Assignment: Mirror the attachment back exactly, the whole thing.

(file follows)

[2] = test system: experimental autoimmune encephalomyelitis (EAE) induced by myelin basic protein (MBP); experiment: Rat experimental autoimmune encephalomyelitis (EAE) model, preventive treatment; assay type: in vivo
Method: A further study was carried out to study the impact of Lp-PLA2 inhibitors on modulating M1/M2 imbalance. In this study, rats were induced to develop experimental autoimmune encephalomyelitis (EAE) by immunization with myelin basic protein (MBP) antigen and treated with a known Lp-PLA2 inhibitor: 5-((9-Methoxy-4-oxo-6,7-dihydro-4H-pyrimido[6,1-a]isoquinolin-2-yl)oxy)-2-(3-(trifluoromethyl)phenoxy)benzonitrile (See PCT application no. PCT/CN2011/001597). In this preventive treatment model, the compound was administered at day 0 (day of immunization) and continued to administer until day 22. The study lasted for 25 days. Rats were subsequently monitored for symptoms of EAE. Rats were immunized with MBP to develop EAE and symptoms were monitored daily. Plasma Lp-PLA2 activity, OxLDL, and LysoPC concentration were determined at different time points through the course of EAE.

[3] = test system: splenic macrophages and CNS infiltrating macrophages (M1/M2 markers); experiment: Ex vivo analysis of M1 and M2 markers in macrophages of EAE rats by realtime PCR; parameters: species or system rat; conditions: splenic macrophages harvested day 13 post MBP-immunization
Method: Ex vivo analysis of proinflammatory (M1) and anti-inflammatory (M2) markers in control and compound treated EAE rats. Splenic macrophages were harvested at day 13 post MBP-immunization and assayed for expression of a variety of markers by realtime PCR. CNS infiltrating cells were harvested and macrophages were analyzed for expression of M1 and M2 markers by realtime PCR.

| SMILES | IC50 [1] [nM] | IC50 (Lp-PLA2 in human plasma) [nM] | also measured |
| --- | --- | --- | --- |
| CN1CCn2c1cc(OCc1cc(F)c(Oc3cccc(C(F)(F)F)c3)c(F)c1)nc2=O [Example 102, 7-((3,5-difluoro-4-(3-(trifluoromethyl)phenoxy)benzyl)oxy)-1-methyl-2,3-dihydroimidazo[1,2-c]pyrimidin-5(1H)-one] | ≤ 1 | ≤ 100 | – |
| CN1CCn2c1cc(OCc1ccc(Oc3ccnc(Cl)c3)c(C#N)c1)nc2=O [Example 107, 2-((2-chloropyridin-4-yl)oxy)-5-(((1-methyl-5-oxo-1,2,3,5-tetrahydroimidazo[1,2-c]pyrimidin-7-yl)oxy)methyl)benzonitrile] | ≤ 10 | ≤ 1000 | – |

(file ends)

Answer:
[2] = test system: experimental autoimmune encephalomyelitis (EAE) induced by myelin basic protein (MBP); experiment: Rat experimental autoimmune encephalomyelitis (EAE) model, preventive treatment; assay type: in vivo
Method: A further study was carried out to study the impact of Lp-PLA2 inhibitors on modulating M1/M2 imbalance. In this study, rats were induced to develop experimental autoimmune encephalomyelitis (EAE) by immunization with myelin basic protein (MBP) antigen and treated with a known Lp-PLA2 inhibitor: 5-((9-Methoxy-4-oxo-6,7-dihydro-4H-pyrimido[6,1-a]isoquinolin-2-yl)oxy)-2-(3-(trifluoromethyl)phenoxy)benzonitrile (See PCT application no. PCT/CN2011/001597). In this preventive treatment model, the compound was administered at day 0 (day of immunization) and continued to administer until day 22. The study lasted for 25 days. Rats were subsequently monitored for symptoms of EAE. Rats were immunized with MBP to develop EAE and symptoms were monitored daily. Plasma Lp-PLA2 activity, OxLDL, and LysoPC concentration were determined at different time points through the course of EAE.

[3] = test system: splenic macrophages and CNS infiltrating macrophages (M1/M2 markers); experiment: Ex vivo analysis of M1 and M2 markers in macrophages of EAE rats by realtime PCR; parameters: species or system rat; conditions: splenic macrophages harvested day 13 post MBP-immunization
Method: Ex vivo analysis of proinflammatory (M1) and anti-inflammatory (M2) markers in control and compound treated EAE rats. Splenic macrophages were harvested at day 13 post MBP-immunization and assayed for expression of a variety of markers by realtime PCR. CNS infiltrating cells were harvested and macrophages were analyzed for expression of M1 and M2 markers by realtime PCR.

| SMILES | IC50 [1] [nM] | IC50 (Lp-PLA2 in human plasma) [nM] | also measured |
| --- | --- | --- | --- |
| CN1CCn2c1cc(OCc1cc(F)c(Oc3cccc(C(F)(F)F)c3)c(F)c1)nc2=O [Example 102, 7-((3,5-difluoro-4-(3-(trifluoromethyl)phenoxy)benzyl)oxy)-1-methyl-2,3-dihydroimidazo[1,2-c]pyrimidin-5(1H)-one] | ≤ 1 | ≤ 100 | – |
| CN1CCn2c1cc(OCc1ccc(Oc3ccnc(Cl)c3)c(C#N)c1)nc2=O [Example 107, 2-((2-chloropyridin-4-yl)oxy)-5-(((1-methyl-5-oxo-1,2,3,5-tetrahydroimidazo[1,2-c]pyrimidin-7-yl)oxy)methyl)benzonitrile] | ≤ 10 | ≤ 1000 | – |